No one was on the bridge. It stretched on and on, out of sight. The decorative lights changed from blue to red to orange. A brightly lit boat steamed down river turning into a smear of colors on a long exposure. The wind had calmed and all that was left was the absence of heat and sound.
Just as the bridge connects one side of the river with the other, the bridge between body and soul is a never-ending journey. And just as we worship a bodied God, the greatest exploration is ourselves. "For, in fact, the kingdom of God is within you."
I remembered a poem by Anna Kamieǹska:
I don’t know how a day flew by us
I don’t know how life flew by us
and closed with a word
like a lake with ice
winter passed snows melted
the sun appeared and saw
after the winter
that scar on the earth
A good poem, I think, means on thing one day and another thing the next day. A good poem, like a curious person, finds new meaning, new connections without end. Each day seems to tick by and life will come to an end. The difference between the trilobite in my hand and the life within me is the difference between a day flown by and a day flying by.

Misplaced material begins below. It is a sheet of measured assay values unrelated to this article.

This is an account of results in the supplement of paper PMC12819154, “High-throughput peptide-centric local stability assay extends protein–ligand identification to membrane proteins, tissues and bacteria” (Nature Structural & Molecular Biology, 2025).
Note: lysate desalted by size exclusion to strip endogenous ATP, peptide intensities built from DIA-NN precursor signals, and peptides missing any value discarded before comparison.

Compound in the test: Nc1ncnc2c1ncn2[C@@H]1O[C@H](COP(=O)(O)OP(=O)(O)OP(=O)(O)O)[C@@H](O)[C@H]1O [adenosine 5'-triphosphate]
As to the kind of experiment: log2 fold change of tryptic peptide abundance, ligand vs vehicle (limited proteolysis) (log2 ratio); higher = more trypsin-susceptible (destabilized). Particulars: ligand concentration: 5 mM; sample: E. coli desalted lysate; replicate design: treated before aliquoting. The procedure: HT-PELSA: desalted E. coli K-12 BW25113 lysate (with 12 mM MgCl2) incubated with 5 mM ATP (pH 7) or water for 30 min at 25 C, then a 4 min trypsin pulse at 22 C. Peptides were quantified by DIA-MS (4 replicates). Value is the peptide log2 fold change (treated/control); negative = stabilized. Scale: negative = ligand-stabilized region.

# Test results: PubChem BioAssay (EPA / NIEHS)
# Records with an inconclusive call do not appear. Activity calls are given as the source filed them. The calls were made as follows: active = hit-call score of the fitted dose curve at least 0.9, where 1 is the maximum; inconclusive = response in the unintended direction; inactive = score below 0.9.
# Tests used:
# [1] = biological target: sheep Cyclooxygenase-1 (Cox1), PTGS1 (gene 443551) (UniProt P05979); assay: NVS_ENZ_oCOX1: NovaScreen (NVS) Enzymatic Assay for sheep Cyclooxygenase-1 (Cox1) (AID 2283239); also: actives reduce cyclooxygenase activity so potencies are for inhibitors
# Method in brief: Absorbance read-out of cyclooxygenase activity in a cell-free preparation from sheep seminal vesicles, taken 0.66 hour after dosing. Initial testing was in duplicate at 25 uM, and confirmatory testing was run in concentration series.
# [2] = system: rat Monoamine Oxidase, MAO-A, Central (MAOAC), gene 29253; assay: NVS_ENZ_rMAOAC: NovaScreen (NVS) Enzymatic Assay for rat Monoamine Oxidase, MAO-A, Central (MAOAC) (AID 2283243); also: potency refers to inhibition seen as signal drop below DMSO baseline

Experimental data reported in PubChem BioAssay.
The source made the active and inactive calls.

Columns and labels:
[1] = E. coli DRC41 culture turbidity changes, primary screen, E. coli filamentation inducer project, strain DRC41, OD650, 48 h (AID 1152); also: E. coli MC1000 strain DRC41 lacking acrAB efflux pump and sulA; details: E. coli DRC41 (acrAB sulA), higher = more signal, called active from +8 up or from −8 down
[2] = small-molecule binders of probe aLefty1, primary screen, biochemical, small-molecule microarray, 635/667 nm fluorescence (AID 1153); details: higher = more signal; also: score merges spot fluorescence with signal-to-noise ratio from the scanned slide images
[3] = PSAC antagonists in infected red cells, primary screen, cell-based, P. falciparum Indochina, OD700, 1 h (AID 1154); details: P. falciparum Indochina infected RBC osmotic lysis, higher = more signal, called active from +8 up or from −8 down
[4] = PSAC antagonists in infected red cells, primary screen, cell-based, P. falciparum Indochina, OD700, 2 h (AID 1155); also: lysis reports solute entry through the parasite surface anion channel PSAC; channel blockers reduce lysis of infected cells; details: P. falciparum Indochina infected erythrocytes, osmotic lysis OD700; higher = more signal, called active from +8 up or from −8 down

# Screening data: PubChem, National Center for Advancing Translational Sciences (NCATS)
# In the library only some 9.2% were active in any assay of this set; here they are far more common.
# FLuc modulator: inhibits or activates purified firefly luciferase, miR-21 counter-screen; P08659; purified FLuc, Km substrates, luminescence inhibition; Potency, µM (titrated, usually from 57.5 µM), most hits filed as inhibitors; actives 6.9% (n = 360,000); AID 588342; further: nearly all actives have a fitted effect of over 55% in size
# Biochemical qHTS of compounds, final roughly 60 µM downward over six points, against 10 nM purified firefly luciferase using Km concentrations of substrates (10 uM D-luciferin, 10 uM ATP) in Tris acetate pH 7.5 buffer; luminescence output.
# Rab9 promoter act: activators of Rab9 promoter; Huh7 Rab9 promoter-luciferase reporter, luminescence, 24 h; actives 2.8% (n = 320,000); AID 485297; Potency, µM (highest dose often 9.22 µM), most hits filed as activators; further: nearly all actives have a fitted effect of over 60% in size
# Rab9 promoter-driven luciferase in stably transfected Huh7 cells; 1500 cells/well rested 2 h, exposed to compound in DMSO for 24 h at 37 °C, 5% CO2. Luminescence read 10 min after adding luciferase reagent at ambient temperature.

My life and your life and the life of the horn corral fossil are meaningful only in as much as they are connected. Our existence is constantly on that bridge that has snowy, ice carved rocks on one side and that mysterious otherness just out of sight. The unexamined life is not worth living, Socrates explained at his trial. And they killed him for it because the spiritual life wants our bodies and souls, wants to connect our bodies to our souls; the spiritual life wants everything. If I didn’t find some hint of that connection between body and soul on the banks of an ice-cold river, maybe I never really went there.
**The fossils pictured here were not taken from The Falls of the Ohio, as that would be illegal! Instead, I did what any good tourist would do. I bought them from the gift shop.**